Maybe you’re the one putting the guilt trip on yourself. Maybe you just bought something you shouldn’t have and now you feel like you have to keep the thing. The shirt doesn’t really fit right but you liked the color and you got it on sale! Return it if you can. Maybe it was a splurge a few years ago and you really liked it at the time, but it no longer fits. I’ll say more about this in a minute, but again—consider what you’re doing to yourself. You’re surrounding yourself with things that make you feel guilty and bad. This does not create breathing space for you in your house. Thank the thing and let it go!
2) Sentimentality: We all have things that we keep for purely sentimental reasons. Maybe you have a pile of baby clothes that you don’t want to give away. Or you’ve got clothes that you think your kids will one day want to wear. Or you’ve got a great dress that you used to fit into and you’re hoping you’ll wear again once you’ve got your diet in check. All of these things can add up.
Here’s some suggestions: take that box of baby clothes or race shirts and send it to someone on Etsy who turns things like that into quilts. If you think you’re going to turn it into a quilt yourself, give yourself a hard deadline. If you don’t do it by then, send it off to the Etsy person or donate the clothes. Otherwise, you know that box will sit for a decade or more. When you have a quilt made from sentimental stuff you’ll have a functional item that showcases those old patterns and fabrics that remind you of those sweet times with your baby love or that awesome race where you got a PR. Those items will be properly loved then, rather than stuffed in a box somewhere. Don’t fall under the delusion of thinking that your kids will one day dress their babies in those clothes, though—sorry, but they won’t.
If you have some really cool clothing items that your kids may want one day, here’s what I’ve seen: most of the time, kids don’t want these things. They mean something to you, not them. But if you’re really sure about it, designate a very limited area (one box or part of a rod in your closet), and let them take that space and nothing more. If you have more stuff than can fit in that very limited space, you have too much. Out with it.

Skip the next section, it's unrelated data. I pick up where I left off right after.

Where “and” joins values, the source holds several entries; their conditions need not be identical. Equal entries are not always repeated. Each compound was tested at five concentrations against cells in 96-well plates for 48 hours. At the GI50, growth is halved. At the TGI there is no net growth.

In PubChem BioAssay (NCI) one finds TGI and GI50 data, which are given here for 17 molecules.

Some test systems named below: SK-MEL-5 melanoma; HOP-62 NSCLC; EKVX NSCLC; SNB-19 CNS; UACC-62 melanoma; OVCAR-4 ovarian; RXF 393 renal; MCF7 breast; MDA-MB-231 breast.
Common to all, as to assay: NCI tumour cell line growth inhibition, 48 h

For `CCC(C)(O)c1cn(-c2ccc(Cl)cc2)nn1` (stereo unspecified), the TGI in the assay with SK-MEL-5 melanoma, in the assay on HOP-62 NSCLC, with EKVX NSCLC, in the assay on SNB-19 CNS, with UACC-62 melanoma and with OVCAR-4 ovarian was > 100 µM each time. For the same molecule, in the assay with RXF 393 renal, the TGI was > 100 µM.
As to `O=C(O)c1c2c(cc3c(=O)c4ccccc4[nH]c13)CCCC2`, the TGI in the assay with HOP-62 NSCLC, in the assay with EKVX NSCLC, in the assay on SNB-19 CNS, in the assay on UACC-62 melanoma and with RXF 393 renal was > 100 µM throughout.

Those skinny jeans that you think you’ll get back into: I get it because I’ve been there — optimism dies hard. If you LOVE those jeans or that dress, put them in a box under your bed. Give yourself a hard deadline to get back into them. Mark it on your calendar and start TODAY by eating kale and chicken. (If you don’t want to do what it takes today to get back into those jeans, when will you?) When that date rolls around if you don’t fit into them, out they go. Again, don’t keep things around that make you feel guilty.
Other tips for sorting clothes: Is the shirt too tight? Don’t like the cut? Is it too stained to wear in public? Only one sock? Get it out.
As I’ve discovered in doing this, I have items that I haven’t worn in forever that I think, “it’s so cute! Of course I’ll wear it! I just need leggings (or fill in the blank).” If you have a few things that you really don’t want to part with and you think you’ll wear, then go ahead and create a trial section in the front of your closet. You MUST wear those things THIS WEEK to see what you think about them. Do they feel good? Do you like how they look? Will you actually wear them more in the future? If no, get them out! I’ve realized that I have a lot of cute clothing that fits me but that is just not my style, no matter how much I wish they were. I’m not going to wear them no matter how much I think I might or how much I think I should. Don’t hang on to stuff just because you think you should like wearing it. Even if you look great in it, if you don’t like wearing it, get it out!